CM: We know that some pretty heated issues between community members and the district came up at school board meetings last year — a group of parents was even petitioning for the resignation of the superintendent. And one reason for that was the teacher retention and recruitment issues in Midland. So from Davis’s perspective, what is the board doing to address this?
SB: Davis says the district has worked on a number of things here, including raising teacher salaries. Here’s Davis.
RICK DAVIS: “We’re looking at childcare. We’ve, I think, addressed health insurance and healthcare. We’re also looking at affordable housing alternatives. But, yeah, the bottom line is, I think, job satisfaction. We’ve got to make sure there’s a culture on each campus that a teacher wants to be a part of and remain a part of. And that’s an ongoing process. Some campuses struggle with that and those we have to improve, and others are doing great. And we’d like to applaud those campuses and seek to replicate that on every campus.”
SB: Davis also says its the school board’s job to make sure Midland ISD performs better academically in the eyes of the state in the coming years. He actually thinks that will become easier now that the Texas Education Agency has settled more firmly on some of the criteria they use for rating schools. So for him, the bottom line here is really that there’s a learning curve for new members of the school board, and he thinks he’ll be able to keep moving on some of these initiatives that are already in progress more efficiently than his opponents.
CM: And speaking of his opponents, we do have one last candidate running for a seat in District 6. And that’s Lauren Party. Sally, what’s she running on?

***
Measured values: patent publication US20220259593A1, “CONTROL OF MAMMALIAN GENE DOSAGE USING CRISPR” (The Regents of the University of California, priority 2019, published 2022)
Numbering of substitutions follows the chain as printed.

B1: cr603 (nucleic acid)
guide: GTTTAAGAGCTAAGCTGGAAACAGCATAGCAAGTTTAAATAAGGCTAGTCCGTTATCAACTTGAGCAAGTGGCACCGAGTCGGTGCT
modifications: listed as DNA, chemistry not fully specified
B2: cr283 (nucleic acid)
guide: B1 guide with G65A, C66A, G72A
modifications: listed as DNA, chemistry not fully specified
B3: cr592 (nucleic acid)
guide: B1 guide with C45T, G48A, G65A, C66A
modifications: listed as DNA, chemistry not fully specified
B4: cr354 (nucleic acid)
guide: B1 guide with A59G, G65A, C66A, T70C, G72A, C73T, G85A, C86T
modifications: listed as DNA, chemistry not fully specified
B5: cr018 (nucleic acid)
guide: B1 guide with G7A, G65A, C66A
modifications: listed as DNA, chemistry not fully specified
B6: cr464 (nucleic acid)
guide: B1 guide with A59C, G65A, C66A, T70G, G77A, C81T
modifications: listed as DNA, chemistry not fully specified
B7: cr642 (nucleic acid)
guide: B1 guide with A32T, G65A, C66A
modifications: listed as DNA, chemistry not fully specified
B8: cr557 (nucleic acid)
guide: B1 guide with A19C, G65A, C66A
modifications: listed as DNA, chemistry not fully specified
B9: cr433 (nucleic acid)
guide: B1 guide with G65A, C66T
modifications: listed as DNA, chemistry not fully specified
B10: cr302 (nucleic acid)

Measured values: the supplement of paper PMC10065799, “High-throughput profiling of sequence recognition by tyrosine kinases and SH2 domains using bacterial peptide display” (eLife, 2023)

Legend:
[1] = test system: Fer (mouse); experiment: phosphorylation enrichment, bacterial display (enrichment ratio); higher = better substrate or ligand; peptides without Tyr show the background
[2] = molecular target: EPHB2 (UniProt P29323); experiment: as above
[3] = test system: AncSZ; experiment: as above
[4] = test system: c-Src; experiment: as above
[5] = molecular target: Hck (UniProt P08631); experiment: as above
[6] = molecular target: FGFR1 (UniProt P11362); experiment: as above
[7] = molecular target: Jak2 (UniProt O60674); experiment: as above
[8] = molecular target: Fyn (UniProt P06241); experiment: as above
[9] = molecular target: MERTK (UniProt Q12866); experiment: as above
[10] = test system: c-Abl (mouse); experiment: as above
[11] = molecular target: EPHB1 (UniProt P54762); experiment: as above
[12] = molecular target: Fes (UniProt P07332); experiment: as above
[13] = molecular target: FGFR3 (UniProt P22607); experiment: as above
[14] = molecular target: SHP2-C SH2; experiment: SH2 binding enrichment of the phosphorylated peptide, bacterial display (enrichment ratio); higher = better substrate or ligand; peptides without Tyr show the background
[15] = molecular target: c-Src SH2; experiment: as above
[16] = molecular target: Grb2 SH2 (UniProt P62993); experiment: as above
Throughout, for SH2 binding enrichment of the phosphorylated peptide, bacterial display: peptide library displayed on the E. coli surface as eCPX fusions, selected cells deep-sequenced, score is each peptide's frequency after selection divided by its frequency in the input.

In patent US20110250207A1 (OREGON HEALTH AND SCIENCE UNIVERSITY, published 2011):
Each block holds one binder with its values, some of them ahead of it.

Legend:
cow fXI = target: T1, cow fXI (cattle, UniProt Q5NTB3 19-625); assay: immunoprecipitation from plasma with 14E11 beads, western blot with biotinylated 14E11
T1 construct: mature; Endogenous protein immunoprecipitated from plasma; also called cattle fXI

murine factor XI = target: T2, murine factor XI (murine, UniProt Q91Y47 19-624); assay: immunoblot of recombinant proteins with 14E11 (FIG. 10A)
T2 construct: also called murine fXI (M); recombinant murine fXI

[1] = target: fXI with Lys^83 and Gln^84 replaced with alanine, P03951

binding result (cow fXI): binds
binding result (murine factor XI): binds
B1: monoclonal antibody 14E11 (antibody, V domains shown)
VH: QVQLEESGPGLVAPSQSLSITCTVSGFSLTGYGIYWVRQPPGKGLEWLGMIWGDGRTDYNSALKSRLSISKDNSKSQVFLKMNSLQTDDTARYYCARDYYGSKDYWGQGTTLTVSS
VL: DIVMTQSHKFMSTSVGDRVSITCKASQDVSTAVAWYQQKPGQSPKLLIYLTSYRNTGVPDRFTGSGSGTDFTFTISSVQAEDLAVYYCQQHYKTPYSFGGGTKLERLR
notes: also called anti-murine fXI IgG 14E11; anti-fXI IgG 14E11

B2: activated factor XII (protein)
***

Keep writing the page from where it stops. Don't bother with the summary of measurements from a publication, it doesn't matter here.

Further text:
SB: Party is a former teacher — she taught kindergarten in Midland for 3 years and she’s now taking a break to work on her master’s degree in Special Education. She really wants to bring that educator’s perspective to the board because she says just being in that daily grind has brought her face-to-face with what’s lacking sometimes for teachers in the district. Here’s Party.
PARTY: “We also need to take a look at the culture of MISD. And you know, constantly be aware of teacher feedback. And ask the teachers what can we be doing better for you? How can we be better supporting you? Would you like additional trainings to help with behavior? Are you having a problem with your administration? Are they not helping you in the classroom with dealing with behavior? Too often, you know, problems are happening at campuses, but they just don’t make it all the way up the chain.”
SB: Party says the district needs some more consistency when it comes to policies dealing with disciplinary problems in the classroom. She also wants to advocate for increased parent involvement. Working in the district she was involved in a program called Parent University, that basically coaches parents on how to be more involved in their kids’ school lives. And she says she thinks it’s something every campus would benefit from.
CM: Well, Sally we’ll be watching these local races in Midland unfold on Tuesday night of next week, that’s election night. I want to mention real quick that school board candidates need to win with more than 50% of the vote.
SB: That’s right, and since we’ve got 3 candidates running for seats in both these races in District 5 and 6, I think we’ve got potential for some run-offs this time around.
CM: Midland residents Austin Beam and Lauren Party are both running against incumbent Rick Davis for MISD School Board District 6. You can go on our website to learn more about the candidates for district 5. Sally, thanks for being here with us today.
SB: Thank you, Carlos.